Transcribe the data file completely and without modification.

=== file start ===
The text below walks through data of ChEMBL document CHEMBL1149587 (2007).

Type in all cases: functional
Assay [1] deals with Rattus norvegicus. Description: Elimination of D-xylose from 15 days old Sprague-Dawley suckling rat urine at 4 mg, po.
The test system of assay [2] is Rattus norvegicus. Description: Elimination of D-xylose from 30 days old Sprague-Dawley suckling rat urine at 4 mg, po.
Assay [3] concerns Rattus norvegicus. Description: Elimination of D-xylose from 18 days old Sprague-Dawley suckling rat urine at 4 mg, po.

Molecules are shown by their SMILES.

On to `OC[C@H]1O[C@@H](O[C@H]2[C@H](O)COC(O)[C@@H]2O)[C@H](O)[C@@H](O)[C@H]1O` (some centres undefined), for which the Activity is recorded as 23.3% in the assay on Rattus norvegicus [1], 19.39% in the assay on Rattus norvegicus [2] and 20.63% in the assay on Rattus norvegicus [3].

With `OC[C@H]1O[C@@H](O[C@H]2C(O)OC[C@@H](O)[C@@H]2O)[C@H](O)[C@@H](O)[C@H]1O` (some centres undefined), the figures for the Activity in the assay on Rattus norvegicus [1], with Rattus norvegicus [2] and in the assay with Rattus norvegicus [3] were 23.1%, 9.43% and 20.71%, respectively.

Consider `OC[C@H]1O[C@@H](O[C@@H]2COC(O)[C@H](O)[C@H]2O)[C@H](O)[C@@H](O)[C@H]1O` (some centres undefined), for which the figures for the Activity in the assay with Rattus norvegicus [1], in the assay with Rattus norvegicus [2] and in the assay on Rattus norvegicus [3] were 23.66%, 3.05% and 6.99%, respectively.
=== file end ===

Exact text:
The text below walks through data of ChEMBL document CHEMBL1149587 (2007).

Type in all cases: functional
Assay [1] deals with Rattus norvegicus. Description: Elimination of D-xylose from 15 days old Sprague-Dawley suckling rat urine at 4 mg, po.
The test system of assay [2] is Rattus norvegicus. Description: Elimination of D-xylose from 30 days old Sprague-Dawley suckling rat urine at 4 mg, po.
Assay [3] concerns Rattus norvegicus. Description: Elimination of D-xylose from 18 days old Sprague-Dawley suckling rat urine at 4 mg, po.

Molecules are shown by their SMILES.

On to `OC[C@H]1O[C@@H](O[C@H]2[C@H](O)COC(O)[C@@H]2O)[C@H](O)[C@@H](O)[C@H]1O` (some centres undefined), for which the Activity is recorded as 23.3% in the assay on Rattus norvegicus [1], 19.39% in the assay on Rattus norvegicus [2] and 20.63% in the assay on Rattus norvegicus [3].

With `OC[C@H]1O[C@@H](O[C@H]2C(O)OC[C@@H](O)[C@@H]2O)[C@H](O)[C@@H](O)[C@H]1O` (some centres undefined), the figures for the Activity in the assay on Rattus norvegicus [1], with Rattus norvegicus [2] and in the assay with Rattus norvegicus [3] were 23.1%, 9.43% and 20.71%, respectively.

Consider `OC[C@H]1O[C@@H](O[C@@H]2COC(O)[C@H](O)[C@H]2O)[C@H](O)[C@@H](O)[C@H]1O` (some centres undefined), for which the figures for the Activity in the assay with Rattus norvegicus [1], in the assay with Rattus norvegicus [2] and in the assay on Rattus norvegicus [3] were 23.66%, 3.05% and 6.99%, respectively.